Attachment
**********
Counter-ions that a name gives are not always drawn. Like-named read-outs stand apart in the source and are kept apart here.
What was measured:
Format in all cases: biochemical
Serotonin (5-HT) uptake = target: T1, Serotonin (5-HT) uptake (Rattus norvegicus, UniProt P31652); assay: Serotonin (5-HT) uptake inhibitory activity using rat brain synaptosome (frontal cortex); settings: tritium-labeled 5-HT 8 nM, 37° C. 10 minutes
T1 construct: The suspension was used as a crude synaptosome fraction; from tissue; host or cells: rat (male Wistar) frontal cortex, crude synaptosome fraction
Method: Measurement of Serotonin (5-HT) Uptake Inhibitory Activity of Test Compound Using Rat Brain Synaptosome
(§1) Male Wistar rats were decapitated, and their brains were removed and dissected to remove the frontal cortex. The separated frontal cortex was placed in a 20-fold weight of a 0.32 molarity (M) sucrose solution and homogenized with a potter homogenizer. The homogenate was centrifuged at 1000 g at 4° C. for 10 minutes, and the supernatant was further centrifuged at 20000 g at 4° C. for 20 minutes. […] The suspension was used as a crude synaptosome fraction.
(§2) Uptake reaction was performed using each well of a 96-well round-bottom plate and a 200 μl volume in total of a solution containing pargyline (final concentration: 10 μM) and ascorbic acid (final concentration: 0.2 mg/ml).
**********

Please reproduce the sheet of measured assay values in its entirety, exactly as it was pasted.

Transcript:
Counter-ions that a name gives are not always drawn. Like-named read-outs stand apart in the source and are kept apart here.
What was measured:
Format in all cases: biochemical
Serotonin (5-HT) uptake = target: T1, Serotonin (5-HT) uptake (Rattus norvegicus, UniProt P31652); assay: Serotonin (5-HT) uptake inhibitory activity using rat brain synaptosome (frontal cortex); settings: tritium-labeled 5-HT 8 nM, 37° C. 10 minutes
T1 construct: The suspension was used as a crude synaptosome fraction; from tissue; host or cells: rat (male Wistar) frontal cortex, crude synaptosome fraction
Method: Measurement of Serotonin (5-HT) Uptake Inhibitory Activity of Test Compound Using Rat Brain Synaptosome
(§1) Male Wistar rats were decapitated, and their brains were removed and dissected to remove the frontal cortex. The separated frontal cortex was placed in a 20-fold weight of a 0.32 molarity (M) sucrose solution and homogenized with a potter homogenizer. The homogenate was centrifuged at 1000 g at 4° C. for 10 minutes, and the supernatant was further centrifuged at 20000 g at 4° C. for 20 minutes. […] The suspension was used as a crude synaptosome fraction.
(§2) Uptake reaction was performed using each well of a 96-well round-bottom plate and a 200 μl volume in total of a solution containing pargyline (final concentration: 10 μM) and ascorbic acid (final concentration: 0.2 mg/ml).